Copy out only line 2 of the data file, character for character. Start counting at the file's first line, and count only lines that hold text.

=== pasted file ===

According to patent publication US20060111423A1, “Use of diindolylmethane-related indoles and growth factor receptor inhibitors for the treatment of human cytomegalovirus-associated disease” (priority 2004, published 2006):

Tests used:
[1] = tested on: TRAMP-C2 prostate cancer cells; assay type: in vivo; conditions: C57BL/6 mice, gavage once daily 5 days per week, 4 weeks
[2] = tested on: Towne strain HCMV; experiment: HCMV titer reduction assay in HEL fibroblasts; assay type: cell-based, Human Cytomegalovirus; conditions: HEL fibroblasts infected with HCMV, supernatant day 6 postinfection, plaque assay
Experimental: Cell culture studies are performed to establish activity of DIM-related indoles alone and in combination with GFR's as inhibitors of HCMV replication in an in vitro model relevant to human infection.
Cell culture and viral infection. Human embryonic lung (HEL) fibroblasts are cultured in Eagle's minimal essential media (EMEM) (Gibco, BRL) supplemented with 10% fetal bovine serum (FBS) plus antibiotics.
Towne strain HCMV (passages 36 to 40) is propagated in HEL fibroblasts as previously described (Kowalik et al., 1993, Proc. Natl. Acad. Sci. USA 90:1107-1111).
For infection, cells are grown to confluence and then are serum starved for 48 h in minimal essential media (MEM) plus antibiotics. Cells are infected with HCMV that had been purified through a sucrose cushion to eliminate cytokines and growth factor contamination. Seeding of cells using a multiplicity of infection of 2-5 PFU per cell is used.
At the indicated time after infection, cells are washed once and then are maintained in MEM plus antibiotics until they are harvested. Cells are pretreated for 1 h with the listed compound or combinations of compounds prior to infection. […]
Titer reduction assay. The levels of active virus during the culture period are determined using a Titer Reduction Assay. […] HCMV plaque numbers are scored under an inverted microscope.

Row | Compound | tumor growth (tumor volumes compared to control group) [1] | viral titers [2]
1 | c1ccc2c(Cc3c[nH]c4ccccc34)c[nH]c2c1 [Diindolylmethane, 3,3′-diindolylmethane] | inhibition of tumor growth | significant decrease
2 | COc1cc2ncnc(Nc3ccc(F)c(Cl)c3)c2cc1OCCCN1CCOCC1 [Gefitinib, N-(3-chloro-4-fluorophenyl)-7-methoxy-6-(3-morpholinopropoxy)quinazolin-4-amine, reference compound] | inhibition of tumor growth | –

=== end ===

Tests used: